When you look a nonhomogeneous linear system of $n$ equations in $n$ variables, you are intersecting solution sets that do not necessarily contain the origin. The mostly likely possibility for the intersection is still a single point, and an infinite intersection is still possible. But you also have the possiblility of an empty intersection—no solution—as would happen for example if you intersect two parallel lines.

We can also think about what happens when we apply row reduction to put an $n\times n$ matrix into echelon form. Consider the matrix as the matrix for a homogeneous linear system, written without the constant zero terms from the right sides of the equations. $$\begin{pmatrix} c_{11} & c_{12} & \cdots & c_{1n}\\ c_{21} & c_{22} & \cdots & c_{2n}\\ \vdots&\vdots&\ddots&\vdots\\ c_{n1} & c_{n2} & \cdots & c_{nn} \end{pmatrix}$$ Remember that the matrix is square, with the same number of rows as of columns. The echelon form matrix that results from row reduction will have the form $$ \begin{pmatrix} d_{11} & d_{12} & \cdots & d_{1n}\\ 0 & d_{22} & \cdots & d_{2n}\\ \vdots &\vdots &\ddots &\vdots\\ 0 & \cdots & 0 & d_{nn} \end{pmatrix}$$ where all the entries below the diagonal are zero (and some of the $d_{ij}$ could also be zero). But there might be all-zero rows at the bottom. That is, $d_{nn}$ might be zero. If $d_{nn}\ne0$, then there are no free variables, and the homogeneous system has $\vec 0$ as its only solution. If $d_{nn}=0$, there is at least one non-zero row, and at most $n-1$ of the $n$ rows are non-zero. So, there are at most $n-1$ leading variables, which implies that there is at least one free variable; the system has an infinite number of solutions.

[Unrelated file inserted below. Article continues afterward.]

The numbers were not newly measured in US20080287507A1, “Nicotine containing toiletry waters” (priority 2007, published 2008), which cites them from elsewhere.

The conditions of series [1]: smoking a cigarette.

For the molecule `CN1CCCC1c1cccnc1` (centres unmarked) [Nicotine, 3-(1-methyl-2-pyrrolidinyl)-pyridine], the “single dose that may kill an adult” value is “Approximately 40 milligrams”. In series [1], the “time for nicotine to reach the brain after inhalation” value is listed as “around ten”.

Now, suppose that we have a nonhomogeneous system with the same matrix of coefficients. The augmented matrix for the nonhomogeneous system has the form $$\left(\begin{array}{cccc|c} c_{11} & c_{12} & \cdots & c_{1n} & a_1\\ c_{21} & c_{22} & \cdots & c_{2n} & a_2\\ \vdots&\vdots&\ddots&\vdots&\vdots\\ c_{n1} & c_{n2} & \cdots & c_{nn} & a_n \end{array}\right)$$ If we apply Gauss's method using the same row operations that we used for the homogeneous system, we get a matrix of the form $$\left(\begin{array}{cccc|c} d_{11} & d_{12} & \cdots & d_{1n} & b_1\\ 0 & d_{22} & \cdots & d_{2n} & b_2\\ \vdots &\vdots &\ddots &\vdots & \vdots\\ 0 & \cdots & 0 & d_{nn} & b_n \end{array}\right)$$ Now, in the case $d_{nn}\ne0$, there are no free variables and we can solve the system to get a unique solution. (Thus, a linear system whose matrix of coefficients is a square, nonsingular matrix will always have a unique solution.) In the case $d_{nn}=0$, we have to consider the constant terms. When $d_{nn}=0$ and $b_n\ne 0$, we have an equation of the form $0=k$ where $k\ne 0$, and there is no solution. When $d_{nn}=0$ and $b_n=0$, we have an all-zero row. However, there might still be no solution because one of the previous equations might still be of the form $0=k$, where $k\ne0$. However, we can say that if there are no such rows, then we have a solvable system with at least one free variable, and the number of solutions is infinite.